Energy 101: Energy Security vs Climate Action

Fuel prices have been surging globally due to the Russian invasion of Ukraine. This week, we’re taking a closer look at how Russia’s attack is impacting climate and energy discussions around the world. With Russia being the world’s second largest producer of oil, the global supply chain in the fossil fuel industry has been significantly impacted. Let’s take a look at two arguments that have emerged from the situation within the past weeks:

Why are gas prices so high?

During the COVID-19 pandemic, dwindling demand for oil resulted in drastic decreases in production. As a result, oil companies began shutting down wells and laying off employees. However, as the pandemic entered a new stage with the introduction of vaccines, demand for oil across the globe surged – but with a decreased labor force and inactive wells, oil companies have been slow to catch up with the rapid demand for gasoline. Combined with the attack on Ukraine, interruptions of Russian oil shipments, and US import bans on Russia (who supplies 12% of the world’s oil) global oil prices have risen nearly 65% since the beginning of 2022.

Amongst the current situation, two sides of discussion have emerged within the energy sector:

“Energy security should take precedence over clean energy transitions”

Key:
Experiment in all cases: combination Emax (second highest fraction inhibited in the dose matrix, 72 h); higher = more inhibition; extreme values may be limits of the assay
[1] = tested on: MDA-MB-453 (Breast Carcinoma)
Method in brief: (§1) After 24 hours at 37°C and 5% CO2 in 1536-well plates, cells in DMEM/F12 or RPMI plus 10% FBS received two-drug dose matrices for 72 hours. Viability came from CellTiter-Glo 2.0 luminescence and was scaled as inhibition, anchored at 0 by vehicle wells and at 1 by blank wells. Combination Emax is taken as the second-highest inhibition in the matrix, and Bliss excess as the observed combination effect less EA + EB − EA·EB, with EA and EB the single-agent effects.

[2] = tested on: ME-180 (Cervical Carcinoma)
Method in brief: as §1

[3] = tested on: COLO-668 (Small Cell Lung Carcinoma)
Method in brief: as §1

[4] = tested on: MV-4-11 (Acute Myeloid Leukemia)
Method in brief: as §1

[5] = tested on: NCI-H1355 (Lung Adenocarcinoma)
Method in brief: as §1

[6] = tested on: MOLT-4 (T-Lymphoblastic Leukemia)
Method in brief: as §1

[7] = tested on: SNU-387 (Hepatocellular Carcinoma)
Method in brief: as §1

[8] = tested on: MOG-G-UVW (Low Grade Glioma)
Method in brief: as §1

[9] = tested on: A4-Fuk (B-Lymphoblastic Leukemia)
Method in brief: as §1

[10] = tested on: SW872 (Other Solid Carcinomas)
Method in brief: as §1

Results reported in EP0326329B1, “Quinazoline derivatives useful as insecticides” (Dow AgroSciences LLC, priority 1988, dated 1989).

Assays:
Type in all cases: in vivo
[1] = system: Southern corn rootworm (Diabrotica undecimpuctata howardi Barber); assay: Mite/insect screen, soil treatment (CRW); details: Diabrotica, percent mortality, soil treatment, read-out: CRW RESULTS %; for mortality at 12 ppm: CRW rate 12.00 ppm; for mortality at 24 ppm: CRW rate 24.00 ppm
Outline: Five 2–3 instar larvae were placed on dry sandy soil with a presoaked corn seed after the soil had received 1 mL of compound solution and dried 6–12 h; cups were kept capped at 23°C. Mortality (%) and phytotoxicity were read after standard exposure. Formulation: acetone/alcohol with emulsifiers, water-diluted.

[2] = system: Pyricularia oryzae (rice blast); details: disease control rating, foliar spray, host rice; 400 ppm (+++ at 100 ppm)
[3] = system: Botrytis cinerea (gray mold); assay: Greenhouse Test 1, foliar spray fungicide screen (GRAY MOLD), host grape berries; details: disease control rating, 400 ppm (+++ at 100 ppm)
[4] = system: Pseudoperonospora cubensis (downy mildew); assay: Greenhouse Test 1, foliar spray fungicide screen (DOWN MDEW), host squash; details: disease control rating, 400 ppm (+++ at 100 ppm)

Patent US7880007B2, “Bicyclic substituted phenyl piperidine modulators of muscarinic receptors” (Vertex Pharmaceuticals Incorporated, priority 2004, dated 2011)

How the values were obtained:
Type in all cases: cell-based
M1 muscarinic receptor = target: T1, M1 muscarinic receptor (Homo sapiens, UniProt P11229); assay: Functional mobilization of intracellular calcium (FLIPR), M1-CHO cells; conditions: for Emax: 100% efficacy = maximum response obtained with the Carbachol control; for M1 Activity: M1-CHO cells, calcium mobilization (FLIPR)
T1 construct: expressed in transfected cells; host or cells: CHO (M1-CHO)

Fossil fuel proponents, including many oil and gas producing countries, argue that now is the time for greater investment in oil and gas. Supporters are highlighting several reasons for expansion of the fossil fuel industry, including:

  • Transition away from fossil-fuel energy would cause energy prices to become too high for millions around the world
  • The energy transition will take time and in that period, the world will need more oil and gas – the world needs to be pragmatic about ‘near term goals’
  • Oil and gas and climate action are not mutually exclusive. Oil and gas will remain as part of the overall energy mix, and investments must continue in the oil and gas front

Without energy security, countries will lose the means to tackle climate change,”
– Prince Abdulaziz bin Salman, Saudi Arabia’s Energy Minister

We cannot and  we must not unplug the current energy system before we have built the new one
– Sultan al-Jaber, UAE’s special envoy for climate change and managing director of Abu Dhab’s  state-owned oil company

“We cannot afford to continue using fossil fuels” 

Climate scientists and activists are calling the current global crisis an opportunity to ignite true reform within the energy sector, and push back against increased investments in fossil fuels to stay within the 1.5°C limit set to mitigate catastrophic climate consequences. With Russia being the world’s second top producer of crude oil and supplier of approximately ⅓ of  Europe’s oil, European governments have been prompted to reappraise their energy supplies, and consider clean energy sources and increased efficiency to decrease dependence on fossil fuels for environmental and geopolitical reasons

“There is now significant evidence to show that hydrocarbons are not just environmentally unsustainable, but that they weaken the social, political and economic fabric of our world too,”